What does it mean to write the following?

Let me clarify what I have in mind. The mathematical meaning of is quite obvious. Since , can only mean that , so that if and are real numbers, at least one of them is zero. What I want to discuss is what is implied by the fact that so many university students of mathematics seem to think that for *all* real numbers and . (The misunderstanding is very widespread and well known: in the USA it’s often called the “Freshman’s Dream”.)

Before we do that, let me observe that ancient Greek children would have never made this mistake. For ancient Greeks real (positive) numbers meant lengths and their squares meant areas; their thinking was purely geometric and not algebraic as ours. Hence to compute they would have made the diagram as in the figure below, in which and are stippled, and it is clear that to get the whole area you have to add to the stippled squares the two rectangles of area .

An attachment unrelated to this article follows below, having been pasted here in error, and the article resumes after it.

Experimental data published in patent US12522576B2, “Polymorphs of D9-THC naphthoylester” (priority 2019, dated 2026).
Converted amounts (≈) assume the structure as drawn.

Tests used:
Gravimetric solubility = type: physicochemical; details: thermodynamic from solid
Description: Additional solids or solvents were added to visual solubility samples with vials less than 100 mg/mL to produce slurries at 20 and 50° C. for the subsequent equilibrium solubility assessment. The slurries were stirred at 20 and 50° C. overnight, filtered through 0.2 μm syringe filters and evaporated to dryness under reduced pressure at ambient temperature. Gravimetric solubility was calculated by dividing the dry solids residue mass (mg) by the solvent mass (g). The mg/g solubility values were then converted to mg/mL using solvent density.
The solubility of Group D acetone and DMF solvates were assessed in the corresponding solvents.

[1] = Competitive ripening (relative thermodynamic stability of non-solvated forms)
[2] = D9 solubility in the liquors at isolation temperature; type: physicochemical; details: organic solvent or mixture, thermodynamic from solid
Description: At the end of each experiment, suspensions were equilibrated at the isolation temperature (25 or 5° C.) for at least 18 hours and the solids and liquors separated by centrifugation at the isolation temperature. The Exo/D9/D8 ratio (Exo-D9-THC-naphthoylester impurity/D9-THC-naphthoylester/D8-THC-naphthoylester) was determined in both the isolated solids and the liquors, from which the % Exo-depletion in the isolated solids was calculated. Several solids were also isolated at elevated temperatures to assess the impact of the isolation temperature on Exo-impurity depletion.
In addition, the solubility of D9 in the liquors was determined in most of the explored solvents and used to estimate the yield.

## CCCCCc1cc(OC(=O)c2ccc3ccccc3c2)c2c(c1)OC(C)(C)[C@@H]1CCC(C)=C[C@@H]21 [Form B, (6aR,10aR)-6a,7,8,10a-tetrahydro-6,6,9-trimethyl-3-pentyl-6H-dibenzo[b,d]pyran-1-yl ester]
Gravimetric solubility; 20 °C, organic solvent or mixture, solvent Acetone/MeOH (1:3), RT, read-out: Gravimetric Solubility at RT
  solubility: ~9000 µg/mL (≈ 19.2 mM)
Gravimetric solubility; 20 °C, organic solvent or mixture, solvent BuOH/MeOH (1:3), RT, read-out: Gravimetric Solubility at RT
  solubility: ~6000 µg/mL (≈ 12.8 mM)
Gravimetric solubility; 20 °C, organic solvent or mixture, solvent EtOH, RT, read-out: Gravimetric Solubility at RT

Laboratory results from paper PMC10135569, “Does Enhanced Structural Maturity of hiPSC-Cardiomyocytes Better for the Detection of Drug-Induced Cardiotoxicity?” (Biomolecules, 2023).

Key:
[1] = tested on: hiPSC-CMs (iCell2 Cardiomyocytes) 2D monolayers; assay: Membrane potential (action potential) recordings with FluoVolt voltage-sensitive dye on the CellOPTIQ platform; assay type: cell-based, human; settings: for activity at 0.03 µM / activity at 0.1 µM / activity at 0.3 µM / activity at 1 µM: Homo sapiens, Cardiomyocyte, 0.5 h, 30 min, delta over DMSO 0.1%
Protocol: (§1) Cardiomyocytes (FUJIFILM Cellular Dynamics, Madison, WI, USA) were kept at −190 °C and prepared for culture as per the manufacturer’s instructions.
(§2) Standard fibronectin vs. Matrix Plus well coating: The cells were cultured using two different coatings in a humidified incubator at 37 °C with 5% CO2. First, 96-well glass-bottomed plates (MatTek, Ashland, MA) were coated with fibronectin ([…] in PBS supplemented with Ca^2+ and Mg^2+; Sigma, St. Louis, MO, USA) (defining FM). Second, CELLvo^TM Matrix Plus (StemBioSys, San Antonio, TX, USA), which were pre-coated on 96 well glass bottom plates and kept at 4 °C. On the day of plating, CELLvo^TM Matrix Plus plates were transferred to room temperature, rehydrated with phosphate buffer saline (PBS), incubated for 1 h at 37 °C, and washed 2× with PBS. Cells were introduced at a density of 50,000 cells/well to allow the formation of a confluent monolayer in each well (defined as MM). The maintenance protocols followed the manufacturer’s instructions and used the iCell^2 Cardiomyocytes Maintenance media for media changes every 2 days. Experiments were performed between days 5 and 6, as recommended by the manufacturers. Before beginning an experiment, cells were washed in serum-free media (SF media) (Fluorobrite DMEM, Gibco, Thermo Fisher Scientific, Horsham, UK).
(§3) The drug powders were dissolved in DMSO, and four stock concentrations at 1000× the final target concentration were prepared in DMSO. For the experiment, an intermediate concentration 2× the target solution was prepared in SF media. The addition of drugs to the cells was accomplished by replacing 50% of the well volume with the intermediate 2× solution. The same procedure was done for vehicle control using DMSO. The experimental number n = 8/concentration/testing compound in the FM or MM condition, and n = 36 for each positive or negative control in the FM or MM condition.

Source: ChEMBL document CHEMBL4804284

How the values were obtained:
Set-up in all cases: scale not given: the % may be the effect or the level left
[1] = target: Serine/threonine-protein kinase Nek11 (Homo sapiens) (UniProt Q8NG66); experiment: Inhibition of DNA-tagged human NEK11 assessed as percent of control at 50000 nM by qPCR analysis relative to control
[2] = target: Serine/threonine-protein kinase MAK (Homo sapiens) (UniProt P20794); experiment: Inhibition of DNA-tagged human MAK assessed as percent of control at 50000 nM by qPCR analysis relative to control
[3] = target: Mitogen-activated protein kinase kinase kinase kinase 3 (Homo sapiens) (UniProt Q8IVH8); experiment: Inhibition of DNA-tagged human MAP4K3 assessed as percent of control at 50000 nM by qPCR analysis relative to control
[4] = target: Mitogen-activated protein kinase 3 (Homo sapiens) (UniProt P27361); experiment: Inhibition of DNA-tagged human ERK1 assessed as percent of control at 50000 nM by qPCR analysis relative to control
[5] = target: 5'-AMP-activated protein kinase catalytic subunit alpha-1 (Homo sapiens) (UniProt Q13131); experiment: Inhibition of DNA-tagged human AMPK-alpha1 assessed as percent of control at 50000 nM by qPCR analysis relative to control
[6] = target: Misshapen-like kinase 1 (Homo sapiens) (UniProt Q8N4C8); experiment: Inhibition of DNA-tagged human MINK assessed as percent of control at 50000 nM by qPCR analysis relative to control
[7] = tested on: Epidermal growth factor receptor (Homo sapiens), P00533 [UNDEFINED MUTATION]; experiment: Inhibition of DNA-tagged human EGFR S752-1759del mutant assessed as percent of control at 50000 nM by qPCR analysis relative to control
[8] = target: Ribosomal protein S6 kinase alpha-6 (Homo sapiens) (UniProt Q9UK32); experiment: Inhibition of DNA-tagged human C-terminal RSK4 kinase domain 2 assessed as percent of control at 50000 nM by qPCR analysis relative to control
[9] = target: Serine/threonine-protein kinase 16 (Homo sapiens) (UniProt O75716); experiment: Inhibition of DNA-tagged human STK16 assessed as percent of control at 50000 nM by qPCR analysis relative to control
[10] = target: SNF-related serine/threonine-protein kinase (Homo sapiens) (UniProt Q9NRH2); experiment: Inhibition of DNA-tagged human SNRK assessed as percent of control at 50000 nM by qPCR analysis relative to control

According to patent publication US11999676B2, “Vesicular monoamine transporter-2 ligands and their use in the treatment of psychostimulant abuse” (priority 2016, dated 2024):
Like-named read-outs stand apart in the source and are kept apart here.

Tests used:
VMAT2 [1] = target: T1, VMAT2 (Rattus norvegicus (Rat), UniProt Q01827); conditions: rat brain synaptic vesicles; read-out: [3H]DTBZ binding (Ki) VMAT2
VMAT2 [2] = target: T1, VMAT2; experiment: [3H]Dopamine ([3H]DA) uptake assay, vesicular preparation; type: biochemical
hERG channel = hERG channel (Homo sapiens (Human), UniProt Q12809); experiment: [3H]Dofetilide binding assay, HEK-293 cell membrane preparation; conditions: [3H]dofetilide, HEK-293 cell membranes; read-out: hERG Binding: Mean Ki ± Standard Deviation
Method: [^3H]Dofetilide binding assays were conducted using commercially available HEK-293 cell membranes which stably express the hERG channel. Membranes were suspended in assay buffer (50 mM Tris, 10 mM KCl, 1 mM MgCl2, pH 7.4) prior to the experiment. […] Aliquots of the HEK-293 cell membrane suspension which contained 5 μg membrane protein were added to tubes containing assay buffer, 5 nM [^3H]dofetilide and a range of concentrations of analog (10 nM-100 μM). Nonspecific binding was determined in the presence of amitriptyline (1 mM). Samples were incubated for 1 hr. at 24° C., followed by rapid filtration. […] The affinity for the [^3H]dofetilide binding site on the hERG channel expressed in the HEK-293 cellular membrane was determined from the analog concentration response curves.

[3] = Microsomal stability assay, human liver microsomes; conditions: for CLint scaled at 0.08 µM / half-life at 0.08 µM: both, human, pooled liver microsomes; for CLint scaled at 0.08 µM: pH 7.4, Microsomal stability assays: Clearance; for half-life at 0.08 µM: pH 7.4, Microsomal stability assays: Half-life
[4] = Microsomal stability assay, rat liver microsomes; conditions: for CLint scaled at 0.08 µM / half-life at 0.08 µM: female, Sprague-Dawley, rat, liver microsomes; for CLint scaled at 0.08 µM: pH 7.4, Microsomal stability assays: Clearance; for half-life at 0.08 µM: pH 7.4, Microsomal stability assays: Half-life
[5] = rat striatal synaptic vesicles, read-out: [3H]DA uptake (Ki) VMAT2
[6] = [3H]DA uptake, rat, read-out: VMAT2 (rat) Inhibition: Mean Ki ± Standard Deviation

Think about it differently. Wittgenstein once said that “solving a mathematical problem is like obeying a command”. As always with him, the more you think about what he says, the richer in meaning it becomes. For the Greek children the command was to create the diagram described in the Figure and then to follow the logic inherent in it. I claim something is wrong with the way many students interpret the command implied in .

Many people also seem to think that , which of course is wrong as you can see just by putting and remembering that . The same useful fact will also show you that in general (check with ).